7. Furnace, AC Condenser, and Hot Water Heater – If these items are at the end of their life expectancy they should be replaced. I have seen many deals fall through because during a home inspection these items were rated at the end of their life expectancy and the sellers would not replace them. If they are in the beginning or middle of their life expectancy, make sure they are serviced regularly. I like seeing service/date stickers on a furnace. Tells me the seller cares.
8. Water Spots, Nail Pops, and Ceiling Cracks – Water spots on ceilings are a sign that there was water intrusion from the roof, attic area, or second floor. If a one-story it came from the roof or attic. If two-story, depending on what floor, it could have come from the roof/attic or second-floor bathroom or second-floor laundry. Even though the water intrusion was repaired, it could leave telltale water stains behind. My experience is that when buyers see these stains, they see issues even though the water intrusion has been repaired. If you paint over these stains, you first need a primer. Otherwise, the stain will show through the new paint. You can find a good primer at any hardware store specifically for this issue.
Nail pops are caused by an imperfection between the drywall and the attachment. The average nail pop is the size of a quarter and either bulges out of falls in. The drywall has either moved and the nail stayed, or vice versa. Roofing causes a lot of vibrations, and if your sheetrock was not installed properly or the nail was not covered properly, your nail may indeed pop. I see a lot of nail pops in houses that are between 2 and 5 years old. It is not a big issue and easy to fix. It is a large distraction for buyers looking at a home.
Ceiling cracks are common in older homes (over 30 years) although I have seen them in homes that were 10 years old and younger. They are usually caused by stress or foundation settling. Although there is no need for alarm if the crack is not pulled apart, it is a big distraction for buyers. A home inspector can usually tell if it will be an issue.
9. Doors and Windows – Today’s windows and doors with windows come with double or triple-pane glass. If the seal on the window breaks and moisture gets in, it causes the window to fog up. This is common on older vinyl windows. You can either replace the window or have it repaired. There are several companies today that can repair the window for a fraction of the cost of a new window.
10. Seller Home Inspection – This is one of the best ways to eliminate surprises. Usually, the buyer in their purchase agreement requests that they are allowed to do a home inspection. The buyer pays for a home inspector to look at the house and tell them if there are any defects or issues with the house. Defects have to do with health and safety or would have a significant adverse effect on the value of the property. A lot of times defects show up where the seller had no idea there were issues. In many cases, the buyer will ask that the defect be fixed or they don’t want the house. This may cause the seller to have to spend money to repair the defect in order to sell the house. An unexpected expense.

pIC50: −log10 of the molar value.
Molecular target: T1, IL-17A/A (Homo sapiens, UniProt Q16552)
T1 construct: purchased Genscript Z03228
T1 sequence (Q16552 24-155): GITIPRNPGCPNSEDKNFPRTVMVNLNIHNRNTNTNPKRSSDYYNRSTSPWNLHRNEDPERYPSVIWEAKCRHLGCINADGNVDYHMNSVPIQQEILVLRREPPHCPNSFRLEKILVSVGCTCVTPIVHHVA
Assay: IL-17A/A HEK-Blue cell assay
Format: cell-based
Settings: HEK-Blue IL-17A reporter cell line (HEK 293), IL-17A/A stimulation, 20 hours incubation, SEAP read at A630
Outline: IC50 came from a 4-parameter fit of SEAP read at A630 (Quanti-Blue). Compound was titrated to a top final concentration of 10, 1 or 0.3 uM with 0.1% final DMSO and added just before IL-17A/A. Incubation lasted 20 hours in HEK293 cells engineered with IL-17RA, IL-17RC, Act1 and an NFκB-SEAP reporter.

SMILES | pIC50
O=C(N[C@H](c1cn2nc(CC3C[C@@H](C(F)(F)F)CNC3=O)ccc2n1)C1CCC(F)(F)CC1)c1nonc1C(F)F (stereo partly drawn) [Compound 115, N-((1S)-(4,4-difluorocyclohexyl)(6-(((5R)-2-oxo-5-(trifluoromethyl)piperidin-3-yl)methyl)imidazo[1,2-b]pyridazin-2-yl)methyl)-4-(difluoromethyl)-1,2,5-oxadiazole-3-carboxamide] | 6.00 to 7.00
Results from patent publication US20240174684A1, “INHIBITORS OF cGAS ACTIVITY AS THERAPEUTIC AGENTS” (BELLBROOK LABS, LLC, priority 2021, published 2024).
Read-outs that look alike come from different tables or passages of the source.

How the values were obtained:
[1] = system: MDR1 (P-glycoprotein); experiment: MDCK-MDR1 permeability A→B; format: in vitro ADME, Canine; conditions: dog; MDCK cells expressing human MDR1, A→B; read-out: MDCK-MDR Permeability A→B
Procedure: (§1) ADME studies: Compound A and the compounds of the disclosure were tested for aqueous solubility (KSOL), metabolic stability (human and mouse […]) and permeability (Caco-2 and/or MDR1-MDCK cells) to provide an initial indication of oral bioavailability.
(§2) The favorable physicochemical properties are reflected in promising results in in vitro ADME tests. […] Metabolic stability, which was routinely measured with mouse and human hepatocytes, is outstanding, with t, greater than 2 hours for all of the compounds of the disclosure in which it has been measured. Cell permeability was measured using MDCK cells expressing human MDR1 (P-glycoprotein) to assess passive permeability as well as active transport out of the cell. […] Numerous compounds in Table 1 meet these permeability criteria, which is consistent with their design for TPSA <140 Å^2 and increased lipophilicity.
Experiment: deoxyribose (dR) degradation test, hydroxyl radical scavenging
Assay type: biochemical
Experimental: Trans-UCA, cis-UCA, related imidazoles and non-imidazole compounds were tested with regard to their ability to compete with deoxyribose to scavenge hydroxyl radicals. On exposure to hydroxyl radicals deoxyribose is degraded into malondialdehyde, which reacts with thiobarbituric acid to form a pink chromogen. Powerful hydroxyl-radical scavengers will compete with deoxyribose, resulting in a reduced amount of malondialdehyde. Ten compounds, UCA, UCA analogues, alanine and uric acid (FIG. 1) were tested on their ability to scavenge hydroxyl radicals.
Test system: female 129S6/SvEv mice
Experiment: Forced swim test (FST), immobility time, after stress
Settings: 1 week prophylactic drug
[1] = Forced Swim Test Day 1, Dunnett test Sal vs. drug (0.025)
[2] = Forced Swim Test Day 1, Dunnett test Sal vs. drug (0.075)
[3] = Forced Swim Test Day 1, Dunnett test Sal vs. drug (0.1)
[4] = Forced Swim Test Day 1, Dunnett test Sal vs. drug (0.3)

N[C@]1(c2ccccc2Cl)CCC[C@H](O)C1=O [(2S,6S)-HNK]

If the seller, before listing the house pays for and has an inspection done, it eliminates all the surprises. A seller then can decide if they want to pay for the repairs or sell the home as-is or list some of the defects on the Sellers’ Disclosure. A pre-listing inspection can determine what the real market value of the house is and if repairs would make the house worth more than the cost of repairs. After the seller has the inspection done and makes repairs, they can have the inspection report and paid repair invoices out where the buyers can see them when they are viewing the house. This should impress buyers knowing that the house has already had an inspection and defect repairs have been made. In some cases, buyers if making an offer on the house will not want an inspection because one has just been done and defect repairs were made.
Bottom line – Make sure there are no distractions in the house that will make buyers find a reason to lower what they perceive market value is. Many times I have seen buyers look at a home that was properly priced at $100,000 for the condition it was in and want to make an offer of $75,000 because they found issues with the house. They will go out of their way to find issues with the house so that they can lowball the price. If you eliminate the distractions and issues most likely you will get fair offers on your house.